Christian Caryl

'We Eat It'

Life hasn't been easy for Ahmed Khan lately. One year ago, invading Taliban troops drove him and his family out of their home village near Kunduz in northern Afghanistan. "They burned our homes, burned our lands," he says, shaking his head.

In The Hot Zone

He's never given an interview. Few images of him exist. His most detailed biography fits comfortably on a single page. And he moves like a wraith through one of the world's most inaccessible regions.

The New 'Silk Road' Of Death

Col. Ulbaidulo Ahmadov climbs out of his rickety Soviet-era military vehicle. Ahead, down a long hillside of parched grass and across the shallow river Pandj, is Afghanistan, the source of roughly 75 percent of the world's heroin.

Texas Tea, Anyone?

For a cold fish, Vladimir Putin is lately generating a lot of warmth. At their June summit in Slovenia, George W. Bush peered into the soul of the Russian president and declared him "trustworthy." Then, last week, Putin got a bearhug from Chinese leader Jiang Zemin, who had come to the Russian capital to sign a 20-year friendship treaty between Moscow and Beijing.

Putin's Gas-Patch Putsch

For years Russia's economic reformers dreamed about it. Prime ministers attempted it at their peril. Western investors pleaded for it in vain and last week Vladimir Putin finally pulled it off with remarkable ease.

Comrade Putin's New Russia

Eighteen-year-old Andrei Korshunov doesn't remember much about the Soviet Union. But from what his parents tell him, it sounds pretty swell: there was no crime, there was little inflation and everyone had a job.

Russian Road Trip

Vladimir Putin is about to press the flesh. And he doesn't exactly look like he's enjoying it. The Russian president's face has the expression of a man forced to accompany his wife on a shopping excursion: affectionate, dutiful and a bit weary.

Comrade Putin Knows Best

Amid the clutter of a makeshift studio, Marianna Maksimovskaya, one of Russia's best-known TV anchors, is getting ready for her evening newscast. But tonight she's not wearing her regular gray suit; she's dressed in black pants and a turtleneck, looking somewhat like a guerrilla broadcaster--which she's just become.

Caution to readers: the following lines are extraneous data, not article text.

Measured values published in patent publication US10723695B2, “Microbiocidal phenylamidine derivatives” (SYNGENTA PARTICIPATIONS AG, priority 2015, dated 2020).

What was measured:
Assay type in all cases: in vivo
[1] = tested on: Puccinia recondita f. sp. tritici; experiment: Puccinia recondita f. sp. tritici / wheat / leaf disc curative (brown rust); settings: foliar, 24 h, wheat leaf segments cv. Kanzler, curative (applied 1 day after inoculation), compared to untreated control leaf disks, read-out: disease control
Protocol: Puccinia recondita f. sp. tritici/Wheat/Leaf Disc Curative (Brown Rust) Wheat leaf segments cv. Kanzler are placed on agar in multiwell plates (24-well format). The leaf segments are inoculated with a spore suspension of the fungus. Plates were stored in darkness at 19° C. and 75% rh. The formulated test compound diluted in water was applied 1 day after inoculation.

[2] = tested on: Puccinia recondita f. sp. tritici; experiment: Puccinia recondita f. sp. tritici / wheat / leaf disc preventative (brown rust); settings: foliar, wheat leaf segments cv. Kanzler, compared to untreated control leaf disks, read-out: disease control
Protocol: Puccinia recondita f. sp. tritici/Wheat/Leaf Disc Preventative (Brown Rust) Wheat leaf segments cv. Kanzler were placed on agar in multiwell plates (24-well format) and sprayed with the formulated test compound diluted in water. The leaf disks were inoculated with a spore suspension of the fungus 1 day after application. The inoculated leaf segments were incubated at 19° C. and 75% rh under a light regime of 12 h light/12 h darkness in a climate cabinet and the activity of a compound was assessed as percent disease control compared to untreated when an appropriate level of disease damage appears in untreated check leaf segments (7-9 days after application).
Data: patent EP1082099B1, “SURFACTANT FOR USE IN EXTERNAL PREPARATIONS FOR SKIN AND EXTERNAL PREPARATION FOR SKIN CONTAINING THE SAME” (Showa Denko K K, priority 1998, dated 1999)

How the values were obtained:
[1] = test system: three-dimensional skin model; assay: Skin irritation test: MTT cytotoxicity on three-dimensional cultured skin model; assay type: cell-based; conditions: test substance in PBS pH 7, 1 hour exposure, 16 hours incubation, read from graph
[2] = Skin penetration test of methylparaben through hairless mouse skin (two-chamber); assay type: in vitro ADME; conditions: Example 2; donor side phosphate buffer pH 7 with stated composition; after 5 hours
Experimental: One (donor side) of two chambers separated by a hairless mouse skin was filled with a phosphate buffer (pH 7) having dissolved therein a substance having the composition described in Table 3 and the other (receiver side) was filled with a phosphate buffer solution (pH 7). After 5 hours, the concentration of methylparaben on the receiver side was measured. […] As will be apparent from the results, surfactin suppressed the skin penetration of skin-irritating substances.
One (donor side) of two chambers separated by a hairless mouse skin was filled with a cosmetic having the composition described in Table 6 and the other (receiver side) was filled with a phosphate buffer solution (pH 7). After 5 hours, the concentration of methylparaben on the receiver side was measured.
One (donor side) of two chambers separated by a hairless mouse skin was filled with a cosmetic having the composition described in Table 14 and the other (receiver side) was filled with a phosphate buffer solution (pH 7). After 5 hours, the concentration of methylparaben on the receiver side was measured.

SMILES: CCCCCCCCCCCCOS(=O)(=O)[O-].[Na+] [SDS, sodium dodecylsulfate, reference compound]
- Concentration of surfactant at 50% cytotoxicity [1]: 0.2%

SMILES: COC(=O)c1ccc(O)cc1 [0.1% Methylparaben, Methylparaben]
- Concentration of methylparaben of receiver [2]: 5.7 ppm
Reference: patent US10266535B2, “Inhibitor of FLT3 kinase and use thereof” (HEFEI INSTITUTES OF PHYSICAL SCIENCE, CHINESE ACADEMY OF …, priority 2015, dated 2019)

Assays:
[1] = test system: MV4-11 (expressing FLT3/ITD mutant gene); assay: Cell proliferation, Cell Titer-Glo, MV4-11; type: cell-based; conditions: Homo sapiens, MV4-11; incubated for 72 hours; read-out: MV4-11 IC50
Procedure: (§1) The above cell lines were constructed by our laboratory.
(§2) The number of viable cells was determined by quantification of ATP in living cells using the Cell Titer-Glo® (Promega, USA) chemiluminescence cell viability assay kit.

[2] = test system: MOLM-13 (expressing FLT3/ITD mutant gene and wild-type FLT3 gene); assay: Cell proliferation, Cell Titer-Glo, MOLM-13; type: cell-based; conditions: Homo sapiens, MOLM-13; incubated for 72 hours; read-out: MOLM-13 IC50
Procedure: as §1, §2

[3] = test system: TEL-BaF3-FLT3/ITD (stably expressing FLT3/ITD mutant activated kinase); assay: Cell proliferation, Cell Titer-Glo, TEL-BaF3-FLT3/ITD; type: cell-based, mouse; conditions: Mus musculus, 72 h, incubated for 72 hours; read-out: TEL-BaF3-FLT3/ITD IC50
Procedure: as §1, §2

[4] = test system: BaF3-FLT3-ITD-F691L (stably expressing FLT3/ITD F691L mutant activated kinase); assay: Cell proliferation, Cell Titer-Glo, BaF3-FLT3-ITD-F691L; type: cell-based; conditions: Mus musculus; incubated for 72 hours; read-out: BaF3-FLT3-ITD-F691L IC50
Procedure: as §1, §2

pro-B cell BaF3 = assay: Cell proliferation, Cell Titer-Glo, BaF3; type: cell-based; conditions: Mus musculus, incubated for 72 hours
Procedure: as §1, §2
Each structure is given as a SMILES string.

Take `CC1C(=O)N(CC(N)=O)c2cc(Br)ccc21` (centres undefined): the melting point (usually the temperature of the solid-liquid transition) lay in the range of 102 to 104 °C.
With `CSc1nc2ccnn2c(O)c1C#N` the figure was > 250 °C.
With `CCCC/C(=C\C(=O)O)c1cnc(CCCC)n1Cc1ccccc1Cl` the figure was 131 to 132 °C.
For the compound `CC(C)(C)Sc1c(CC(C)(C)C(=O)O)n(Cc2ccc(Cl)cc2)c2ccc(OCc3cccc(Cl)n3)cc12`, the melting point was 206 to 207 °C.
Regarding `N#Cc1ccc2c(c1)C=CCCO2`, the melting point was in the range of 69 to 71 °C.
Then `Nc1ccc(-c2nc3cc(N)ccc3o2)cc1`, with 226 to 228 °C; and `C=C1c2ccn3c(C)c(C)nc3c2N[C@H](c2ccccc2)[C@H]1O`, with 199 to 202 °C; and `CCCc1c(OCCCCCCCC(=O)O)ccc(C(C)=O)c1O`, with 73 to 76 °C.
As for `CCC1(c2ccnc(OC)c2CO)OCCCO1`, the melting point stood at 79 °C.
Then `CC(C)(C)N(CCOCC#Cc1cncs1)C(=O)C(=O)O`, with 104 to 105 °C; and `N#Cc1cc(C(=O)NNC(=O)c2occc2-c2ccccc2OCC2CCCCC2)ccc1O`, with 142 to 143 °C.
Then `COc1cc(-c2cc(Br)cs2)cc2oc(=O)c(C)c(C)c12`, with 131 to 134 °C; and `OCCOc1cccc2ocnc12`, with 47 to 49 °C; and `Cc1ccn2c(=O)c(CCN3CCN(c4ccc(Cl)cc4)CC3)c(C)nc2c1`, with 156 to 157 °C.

Russia: Media Turmoil

During the past two weeks I have watched some of Russia's best journalists suddenly find themselves out on the street after losing a series of bruising corporate battles with allies of the Kremlin.

All Putin All The Time

High on the eighth floor of Russia's national television center, journalists from NTV gather for what amounts to a council of war. With tense and tired faces, they listen as one of the station's lawyers, Yuri Bagrayev, briefs them on the day's big news--the latest twist in a prolonged campaign to shut them down. "Don't have any illusions," Bagrayev warns.

Russia: A Gorby Celebration

When Mikhail Gorbachev turned 70 earlier this month, his admirers honored him with a series of high-profile concerts, public discussions and parties. TV shows, magazine cover stories and newspaper interviews re-examined his legacy.

Sorry, No Kandinskys

You enter the KGB Museum through a cavernous, columned foyer adorned with a huge white bust of Feliks Dzerzhinsky, founder of the Soviet secret police. Then you walk up a flight of stairs, past a gold-leaf inscription reading "To the Chekists-Soldiers of the Revolution," and meet the official guide, himself a long-time veteran of the old KGB, who refuses to give his name to visitors.The Chekists were the members of Version 1.0 of the KGB, which was originally known, on its founding in 1918, as...

From Russia With Indifference